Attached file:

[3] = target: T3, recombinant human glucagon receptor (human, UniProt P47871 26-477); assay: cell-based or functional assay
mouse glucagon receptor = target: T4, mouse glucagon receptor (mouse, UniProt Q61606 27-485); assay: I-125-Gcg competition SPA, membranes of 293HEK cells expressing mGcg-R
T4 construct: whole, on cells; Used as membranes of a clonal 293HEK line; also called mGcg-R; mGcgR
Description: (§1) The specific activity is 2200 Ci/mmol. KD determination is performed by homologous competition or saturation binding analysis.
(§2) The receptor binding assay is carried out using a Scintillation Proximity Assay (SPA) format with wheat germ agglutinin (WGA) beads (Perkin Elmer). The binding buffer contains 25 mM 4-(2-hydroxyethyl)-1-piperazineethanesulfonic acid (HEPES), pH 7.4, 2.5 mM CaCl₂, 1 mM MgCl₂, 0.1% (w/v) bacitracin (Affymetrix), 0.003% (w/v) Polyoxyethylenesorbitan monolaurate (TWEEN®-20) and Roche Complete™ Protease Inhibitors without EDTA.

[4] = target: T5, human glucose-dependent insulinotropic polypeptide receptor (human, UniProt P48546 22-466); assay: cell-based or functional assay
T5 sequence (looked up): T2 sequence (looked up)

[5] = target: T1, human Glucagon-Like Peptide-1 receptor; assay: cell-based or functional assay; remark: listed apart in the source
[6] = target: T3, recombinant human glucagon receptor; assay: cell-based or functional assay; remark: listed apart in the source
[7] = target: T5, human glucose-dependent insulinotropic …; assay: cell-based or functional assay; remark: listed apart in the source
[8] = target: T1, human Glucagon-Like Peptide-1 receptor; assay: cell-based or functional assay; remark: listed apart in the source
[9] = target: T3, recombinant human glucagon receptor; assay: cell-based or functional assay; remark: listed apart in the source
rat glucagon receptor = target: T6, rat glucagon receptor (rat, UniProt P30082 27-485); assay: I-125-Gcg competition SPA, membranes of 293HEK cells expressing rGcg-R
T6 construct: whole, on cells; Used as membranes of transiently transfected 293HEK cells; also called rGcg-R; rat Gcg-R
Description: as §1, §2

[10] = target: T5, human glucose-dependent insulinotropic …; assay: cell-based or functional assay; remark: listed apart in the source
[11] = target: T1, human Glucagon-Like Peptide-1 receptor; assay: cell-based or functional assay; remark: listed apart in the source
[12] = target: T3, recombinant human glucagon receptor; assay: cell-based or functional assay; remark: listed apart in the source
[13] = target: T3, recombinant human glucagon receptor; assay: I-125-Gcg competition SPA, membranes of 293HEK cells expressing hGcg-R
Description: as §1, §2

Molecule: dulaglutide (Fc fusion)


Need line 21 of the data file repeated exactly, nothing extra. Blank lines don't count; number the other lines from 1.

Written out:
Molecule: dulaglutide (Fc fusion)